The principles of design- PDF by Ernest Allen Batchelder

The principles of design

The principles of design

A new book upon the principles of ornament has become a necessity to the Art teacher no less than to the Art student, for during the last two or three years an entirely new syllabus of the subject has been issued by the Board of Education, differing materially from the old one. 

This covers a much wider area, and properly so, as an ornament in its wider sense covers the whole field of art, and it is only during the last century or so that the arts of painting and sculpture, and the decorative arts, have been divorced from architecture, and almost all tradition has been lost. The purpose of the present work is not so much to supply a few recipes which the student might get off by heart to successfully pass the examination, suppose this was possible or desirable, but rather to assist him to form an intelligent understanding of the general scale and scope of the decorative arts. It must not be forgotten that examinations are but a means to an end, and not an end in themselves.

 Examinations can have no possible value except as indications of the degree of knowledge, or of the character of the information possessed by the different competitors. The system of cramming for a particular examination is indefensible from every point of view, and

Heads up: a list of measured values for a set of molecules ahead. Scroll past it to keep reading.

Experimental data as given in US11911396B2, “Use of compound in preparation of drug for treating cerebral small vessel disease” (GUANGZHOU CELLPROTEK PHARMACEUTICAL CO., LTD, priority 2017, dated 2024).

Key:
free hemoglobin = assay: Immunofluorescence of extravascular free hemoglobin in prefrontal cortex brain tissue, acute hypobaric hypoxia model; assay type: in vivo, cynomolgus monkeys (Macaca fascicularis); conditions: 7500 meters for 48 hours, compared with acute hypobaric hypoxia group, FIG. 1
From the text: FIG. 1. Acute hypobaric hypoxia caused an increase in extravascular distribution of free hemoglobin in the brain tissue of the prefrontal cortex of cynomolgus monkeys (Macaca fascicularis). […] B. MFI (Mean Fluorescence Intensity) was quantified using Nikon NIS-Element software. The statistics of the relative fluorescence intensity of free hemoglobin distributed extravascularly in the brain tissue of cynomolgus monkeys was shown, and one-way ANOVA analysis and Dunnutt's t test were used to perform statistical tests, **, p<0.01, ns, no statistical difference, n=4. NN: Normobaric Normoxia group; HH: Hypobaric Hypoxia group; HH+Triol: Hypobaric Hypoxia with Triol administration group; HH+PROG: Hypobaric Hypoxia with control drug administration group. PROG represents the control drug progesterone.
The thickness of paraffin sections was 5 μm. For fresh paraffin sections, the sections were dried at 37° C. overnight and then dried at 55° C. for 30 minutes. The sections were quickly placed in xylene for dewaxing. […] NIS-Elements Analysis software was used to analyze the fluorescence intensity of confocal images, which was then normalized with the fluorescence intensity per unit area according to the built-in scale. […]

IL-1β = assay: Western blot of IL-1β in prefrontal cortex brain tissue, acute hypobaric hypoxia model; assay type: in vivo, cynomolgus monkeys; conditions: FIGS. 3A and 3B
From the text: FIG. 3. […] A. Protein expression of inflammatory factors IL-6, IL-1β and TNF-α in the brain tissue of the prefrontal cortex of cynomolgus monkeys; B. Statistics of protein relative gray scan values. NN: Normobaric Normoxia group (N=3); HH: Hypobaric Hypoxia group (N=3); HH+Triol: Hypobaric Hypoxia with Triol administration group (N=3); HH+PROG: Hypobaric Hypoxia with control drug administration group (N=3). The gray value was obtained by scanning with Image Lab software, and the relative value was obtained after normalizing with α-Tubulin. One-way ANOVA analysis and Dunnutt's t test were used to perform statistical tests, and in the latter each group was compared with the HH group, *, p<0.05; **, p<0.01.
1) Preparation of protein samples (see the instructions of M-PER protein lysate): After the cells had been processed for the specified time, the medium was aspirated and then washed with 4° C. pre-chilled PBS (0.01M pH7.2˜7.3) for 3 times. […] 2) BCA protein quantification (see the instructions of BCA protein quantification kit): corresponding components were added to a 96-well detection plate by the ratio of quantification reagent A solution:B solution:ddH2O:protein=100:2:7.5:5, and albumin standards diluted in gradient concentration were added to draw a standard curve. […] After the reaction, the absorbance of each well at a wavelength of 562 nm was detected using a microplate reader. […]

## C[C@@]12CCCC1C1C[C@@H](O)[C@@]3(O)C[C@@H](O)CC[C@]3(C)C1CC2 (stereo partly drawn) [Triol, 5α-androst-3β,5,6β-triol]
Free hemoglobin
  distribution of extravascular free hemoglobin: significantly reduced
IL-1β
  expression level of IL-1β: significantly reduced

the examiners are doing nothing but their duty in framing their questions in such a manner as to compel the student to make use of his intelligence, rather than to depend upon the memory only. In a mere handbook on such a large subject as this, it is not possible to do much more than classify and place the subject before the student with something like coherence and form. The bibliography of the various portions of the subject is very extensive. The books devoted to the direct elucidation of principles are, however, comparatively few. 

The student should, in preparing for the examination on "Principles," supplement his studies by something more than a mere reference to the following works Owen Jones' " Grammar of Ornament," which, although it appeared at the time when the decorative arts had reached perhaps their lowest ebb, still remains a standard work.

Some contents:

CHAPTER I. The Elementary Line.
Materials needed. Prehistoric work; pure design; the spot of paint. Elementary principles defined; the line as a motif. . . 

Chapter II. Shape Rhythm.
Examples; application to a border; simplicity; development of shape rhythm over a surface. Shape balance; was found; its application to line arrangements; black and white in line work. Shape harmony; examples; how to secure; its presence desirable. . . 14
CHAPTER III.- Measure Balance.
Its importance; elementary application to areas; as found in various productions. Abstract spots and their arrangement into units; balancing of same. . . . 37
CHAPTER IV. Shape Rhythm Areas.
Examples of early work and comments on same; relation to our problems. Spot arrangements and underlying principles; angles of repetition 53

CHAPTER V. Tone Balance
 Black and White. Conclusion of line rhythm; lines in work of past. Distribution of two tones; balance secured; application of the principle to various problems. The page of the printed book; margins. ...... 68

the book details :
  • Author Ernest Allen Batchelder
  • Publication date 1906
  • Company: Chicago: The Inland Printer

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